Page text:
I have been working a little harder in my garden lately. I am actually doing more physical work now than I have for a while as I change around things in preparation for Garden 2016.
As I was thinking of the different possibilities out there, I realized why late summer/early fall is such an ideal time to make big changes in the garden. With some crops removed and much more predictable weather, it is easier to have dry soil to work with. This would be an ideal time to construct new beds to be ready for next year. This made me think about my raised beds.
It is said that some people must make mistakes in order for learning to adequately occur. I think I might be that type of person when it comes to trying new things in the garden. Between my gardening classes, books, and the Internet, I certainly had a fair idea of what I wanted to accomplish when I started to put together my first raised bed. I say “put together” because I elected to use cement blocks as the raised bed support. Not only that, I had decided I wanted to be able to simply lean over and be right on top of my plants. I decided I would go four blocks high. I also went with what I knew to be about the maximum workable size, 4-by-16 feet. This didn’t turn out so well.
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The morning after my Amish neighbor had used his Bobcat to load what must have been 6-8 tons of topsoil into my cement block framework, I knew I had a problem. The top rows of block were bulging out in a serious fashion. Then it was off to Menards for metal posts, cable and turnbuckles. I drove in the posts every three feet on both sides of the bed. I then fastened the cable between the posts and tightened them up a little more with the turnbuckles. This held the walls together but the spread between them was a little wide for ideal reach. My daughter remarked it was the ugliest raised bed she had ever seen!
I really like my raised beds but there are a few drawbacks you need to be aware of when you build them. Since that first effort with four blocks high, I went to three blocks high and reduced the size to 3-by-12 feet. This proved much more manageable. Of course, most people use cedar or redwood planks and don’t make their raised beds as high as I made mine. I estimate I have used more than 35 tons of topsoil and probably around 500 cement blocks to construct my six raised beds. There is a labor factor!
“I sometimes like to joke that I consider myself a lazy gardener, but I sure do work hard to be one!”
Other than potential difficulties in construction, one of the negatives of raised beds are that they tend to dry out faster than the rest of the garden. I mitigated that problem by lining the sides of my cement blocks with plastic. They still drain through the bottom, but at least they don’t wick out through the sides of the beds.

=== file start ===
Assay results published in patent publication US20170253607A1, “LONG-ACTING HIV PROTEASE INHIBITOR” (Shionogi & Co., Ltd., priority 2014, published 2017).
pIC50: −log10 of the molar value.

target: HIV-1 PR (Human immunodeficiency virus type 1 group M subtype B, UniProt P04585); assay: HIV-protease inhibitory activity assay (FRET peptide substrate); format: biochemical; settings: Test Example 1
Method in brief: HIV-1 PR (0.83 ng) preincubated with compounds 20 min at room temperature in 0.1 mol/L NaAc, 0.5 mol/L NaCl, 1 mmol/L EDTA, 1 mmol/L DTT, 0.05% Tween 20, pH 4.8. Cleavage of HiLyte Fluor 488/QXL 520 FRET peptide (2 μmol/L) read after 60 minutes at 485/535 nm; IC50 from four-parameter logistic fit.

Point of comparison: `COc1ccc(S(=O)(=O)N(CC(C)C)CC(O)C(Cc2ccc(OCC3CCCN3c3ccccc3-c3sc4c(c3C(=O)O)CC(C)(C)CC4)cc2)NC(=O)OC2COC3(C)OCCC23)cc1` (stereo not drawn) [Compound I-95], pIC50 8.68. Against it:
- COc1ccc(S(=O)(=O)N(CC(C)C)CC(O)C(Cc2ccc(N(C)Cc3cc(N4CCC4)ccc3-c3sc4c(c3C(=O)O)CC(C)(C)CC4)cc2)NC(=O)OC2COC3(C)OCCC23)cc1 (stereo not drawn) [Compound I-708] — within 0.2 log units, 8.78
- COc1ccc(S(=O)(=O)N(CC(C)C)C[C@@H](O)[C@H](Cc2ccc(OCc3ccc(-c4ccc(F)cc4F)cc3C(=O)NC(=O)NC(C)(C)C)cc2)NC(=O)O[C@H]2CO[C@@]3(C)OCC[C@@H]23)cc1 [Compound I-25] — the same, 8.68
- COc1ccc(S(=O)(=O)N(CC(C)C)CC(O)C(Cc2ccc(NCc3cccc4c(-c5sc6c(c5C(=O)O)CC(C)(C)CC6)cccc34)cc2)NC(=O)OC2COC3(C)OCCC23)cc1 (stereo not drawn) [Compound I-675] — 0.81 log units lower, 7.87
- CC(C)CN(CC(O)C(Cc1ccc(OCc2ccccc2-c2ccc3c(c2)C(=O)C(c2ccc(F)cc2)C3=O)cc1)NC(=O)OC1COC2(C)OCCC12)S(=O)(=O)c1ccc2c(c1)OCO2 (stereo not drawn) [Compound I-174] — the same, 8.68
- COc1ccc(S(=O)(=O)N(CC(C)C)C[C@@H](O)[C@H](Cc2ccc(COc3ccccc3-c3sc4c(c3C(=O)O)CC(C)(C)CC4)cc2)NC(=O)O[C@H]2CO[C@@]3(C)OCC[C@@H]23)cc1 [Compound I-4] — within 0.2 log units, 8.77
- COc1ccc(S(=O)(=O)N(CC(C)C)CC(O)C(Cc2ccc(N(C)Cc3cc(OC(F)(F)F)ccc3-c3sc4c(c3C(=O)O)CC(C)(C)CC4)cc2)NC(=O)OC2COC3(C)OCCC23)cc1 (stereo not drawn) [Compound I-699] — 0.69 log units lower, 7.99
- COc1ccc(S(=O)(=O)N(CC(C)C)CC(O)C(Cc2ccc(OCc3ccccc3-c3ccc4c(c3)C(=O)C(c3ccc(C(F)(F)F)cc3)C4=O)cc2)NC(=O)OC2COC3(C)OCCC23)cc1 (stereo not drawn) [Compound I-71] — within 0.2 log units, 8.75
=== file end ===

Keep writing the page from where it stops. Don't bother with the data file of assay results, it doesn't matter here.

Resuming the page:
To me, the greatest thing about raised beds is in the management of weeding, watering, and fertilizing. It is simply easier to stay on top of these necessary tasks when you are working on a surface that is closer to you. I have read that because of this, it is possible to have your plants closer together and still reap maximum benefits.
I especially like to plant my onions and carrots in my raised beds. These two vegetables benefit greatly from a weed-free environment. In most cases, I find I only need to spend about 10 minutes per week weeding each of my raised beds. My wife was watching me work on one of my raised beds last year and made the comment, “If something ever happened to you, this would be my garden.”
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Last year, I built what will probably be my last raised bed when I decided I wanted a strawberry patch that would be easier to control. This time, I only went two blocks high and it appears to be working out just as I had hoped. It will be much easier to keep the strawberries contained and hopefully my weeding and fertilization will be more effective.
I am finding that as I grow older and try to back off a bit on the physical aspect of gardening, raised beds are a good way to go. It does take some initial effort to construct the beds but once they are in place, they require very little maintenance. I sometimes like to joke that I consider myself a lazy gardener, but I sure do work hard to be one!